The official student newspaper of University of Wisconsin-Eau Claire since 1923.

The Spectator

The official student newspaper of University of Wisconsin-Eau Claire since 1923.

The Spectator

The official student newspaper of University of Wisconsin-Eau Claire since 1923.

The Spectator

Bullying doesn’t end in college

I see a young woman looking in the mirror. She’s pale, thin; wasting away like old snow left over from winter. Her heart is broken; her eyes are darkly lined with mascara. Her ribs poke through her thin shirt. A man sits in silence alone in a gray room, staring at the crimson grooves of scars on his arms. He holds his wet, fleshy face in his sweaty palms.

What’s wrong with these people? Maybe they’re strange and have never fit in, but they probably have a few friends. Maybe they don’t like to eat as much as they should. Maybe they fell down in an accident. And maybe they didn’t.

I think a lot of people believe bullying ends after middle school and high school, but it doesn’t. Unfortunately, bullying can occur at all stages of life, even when a person is elderly.

All of us can probably agree bullying is wrong and degrading, but then why do we do it? There are classic cases labeled as wrong, such as teasing someone because they’re overweight or too thin. People are teased because they’re seen as abnormally smart or not smart at all. These situations should never happen, but they do every day. There are also cases of bullying that aren’t thought of as a concern. Instead, it’s something a person does or says to another person to help them “grow up” or “live a little.”

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Let me give an example.

Say there’s a young man who lives in an apartment with three other people. This man doesn’t drink; he’s not old enough. His other roommates often go out for a drink. On occasions, they’ll drink enough to get drunk. The young man doesn’t care as long as they don’t cause harm to anyone. The roommates find his behavior strange.

Sure he can’t drink, but he’s 20. That’s almost 21. They start picking at him for his lack of participation in their fun. He pushes off their words; after all, he’s known these people for years. Soon, they start using harsh words, cause physical harm to him, show up with a bunch of people at the apartment with drinks as they hold him down and shove alcohol down his throat.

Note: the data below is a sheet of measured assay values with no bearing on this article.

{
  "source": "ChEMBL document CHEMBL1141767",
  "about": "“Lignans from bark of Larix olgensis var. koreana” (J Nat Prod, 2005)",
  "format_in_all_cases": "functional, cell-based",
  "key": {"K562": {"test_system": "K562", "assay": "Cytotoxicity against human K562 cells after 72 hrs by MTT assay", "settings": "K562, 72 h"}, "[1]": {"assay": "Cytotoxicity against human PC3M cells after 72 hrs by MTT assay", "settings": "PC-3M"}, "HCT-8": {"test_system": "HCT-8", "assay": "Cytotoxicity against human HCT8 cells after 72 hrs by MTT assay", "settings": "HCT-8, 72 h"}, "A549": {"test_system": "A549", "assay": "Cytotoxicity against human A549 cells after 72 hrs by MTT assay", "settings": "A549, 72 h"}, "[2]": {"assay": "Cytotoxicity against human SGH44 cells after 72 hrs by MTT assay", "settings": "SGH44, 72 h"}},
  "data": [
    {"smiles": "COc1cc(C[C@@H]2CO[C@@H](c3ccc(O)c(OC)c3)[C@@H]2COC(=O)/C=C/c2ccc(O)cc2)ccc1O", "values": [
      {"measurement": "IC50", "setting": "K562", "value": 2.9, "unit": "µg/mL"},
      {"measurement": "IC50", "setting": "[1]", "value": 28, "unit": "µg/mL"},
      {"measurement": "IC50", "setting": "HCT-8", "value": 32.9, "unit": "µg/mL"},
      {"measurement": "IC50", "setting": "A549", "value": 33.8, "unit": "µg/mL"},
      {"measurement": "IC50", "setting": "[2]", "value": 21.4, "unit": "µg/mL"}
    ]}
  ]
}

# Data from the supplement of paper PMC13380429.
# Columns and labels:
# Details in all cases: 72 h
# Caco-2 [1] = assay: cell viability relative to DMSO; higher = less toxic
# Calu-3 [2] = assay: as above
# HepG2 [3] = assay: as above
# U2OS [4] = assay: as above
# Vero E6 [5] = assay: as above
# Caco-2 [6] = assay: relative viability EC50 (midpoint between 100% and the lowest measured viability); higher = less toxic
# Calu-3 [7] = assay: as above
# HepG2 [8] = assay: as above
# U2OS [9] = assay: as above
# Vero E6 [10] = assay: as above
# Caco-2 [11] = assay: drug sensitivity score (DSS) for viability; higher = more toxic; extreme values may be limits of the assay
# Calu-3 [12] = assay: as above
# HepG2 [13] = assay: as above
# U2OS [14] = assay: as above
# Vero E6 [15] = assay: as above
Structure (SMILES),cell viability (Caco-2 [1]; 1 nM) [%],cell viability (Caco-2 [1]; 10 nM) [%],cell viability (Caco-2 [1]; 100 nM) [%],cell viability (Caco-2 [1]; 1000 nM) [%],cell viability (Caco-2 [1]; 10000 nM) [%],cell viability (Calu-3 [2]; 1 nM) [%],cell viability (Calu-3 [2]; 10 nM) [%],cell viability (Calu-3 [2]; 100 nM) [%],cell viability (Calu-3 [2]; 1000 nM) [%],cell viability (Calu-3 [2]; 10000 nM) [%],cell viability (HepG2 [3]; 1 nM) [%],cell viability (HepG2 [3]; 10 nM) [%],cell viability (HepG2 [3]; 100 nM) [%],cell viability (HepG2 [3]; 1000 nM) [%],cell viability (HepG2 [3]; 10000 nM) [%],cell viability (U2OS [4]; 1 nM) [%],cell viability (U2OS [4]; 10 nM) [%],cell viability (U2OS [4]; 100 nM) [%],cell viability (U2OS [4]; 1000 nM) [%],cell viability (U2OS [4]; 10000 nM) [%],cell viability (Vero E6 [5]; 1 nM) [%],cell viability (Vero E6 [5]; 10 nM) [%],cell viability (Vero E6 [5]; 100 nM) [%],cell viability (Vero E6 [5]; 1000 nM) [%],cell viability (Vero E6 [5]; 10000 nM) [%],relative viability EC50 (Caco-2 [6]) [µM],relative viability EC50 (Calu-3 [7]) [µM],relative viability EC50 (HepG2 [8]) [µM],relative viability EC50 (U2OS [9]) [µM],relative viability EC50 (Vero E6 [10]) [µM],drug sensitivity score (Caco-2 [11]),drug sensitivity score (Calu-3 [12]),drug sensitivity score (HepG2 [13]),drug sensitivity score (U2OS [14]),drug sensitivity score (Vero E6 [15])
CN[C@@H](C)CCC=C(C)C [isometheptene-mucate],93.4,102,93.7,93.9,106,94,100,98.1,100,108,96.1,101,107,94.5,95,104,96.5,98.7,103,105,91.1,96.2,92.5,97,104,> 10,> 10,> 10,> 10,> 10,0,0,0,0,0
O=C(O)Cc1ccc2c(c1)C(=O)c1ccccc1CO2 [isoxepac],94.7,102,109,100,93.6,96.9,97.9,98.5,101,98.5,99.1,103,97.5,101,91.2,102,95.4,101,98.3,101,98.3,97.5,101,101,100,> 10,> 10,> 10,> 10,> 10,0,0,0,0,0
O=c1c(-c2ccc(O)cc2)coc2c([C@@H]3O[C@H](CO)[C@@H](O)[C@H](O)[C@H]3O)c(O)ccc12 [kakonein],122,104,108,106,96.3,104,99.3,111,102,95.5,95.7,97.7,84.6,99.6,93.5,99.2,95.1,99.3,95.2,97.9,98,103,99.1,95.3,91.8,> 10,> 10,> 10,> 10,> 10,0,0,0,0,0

Some friends they are.

That situation may be on the extreme end of the spectrum, but the fact is, these things happen. People get teased because they don’t drink, party, or have sex, along with a number of other things. That isn’t right. Neither is it right to pick on someone because of their build, character, or anything else. You’re not helping anyone “grow up” or have a “life.” You’re helping them feel under pressure. Why can’t we leave each other alone? This shouldn’t be a question.

If the young man from my example doesn’t drink, it would be a nice idea for his roommates to spend time doing an activity all of them enjoy together once in awhile. At least they should leave him alone about his decision to abstain from drinking, and when people see a problem, they shouldn’t hide from it. A simple smile or touch of comfort can make a huge difference.

Act now. If you see someone going through a hard time or facing unfair treatment, don’t stand on the sidelines. College doesn’t make people invincible. They hurt, cry, and have pain.

Bullying doesn’t have to exist at any stage of life. It can be stopped. The next time you see a person in trouble, do something about it, because you never know when it could be your best friend, or even yourself, that needs help.

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Bullying doesn’t end in college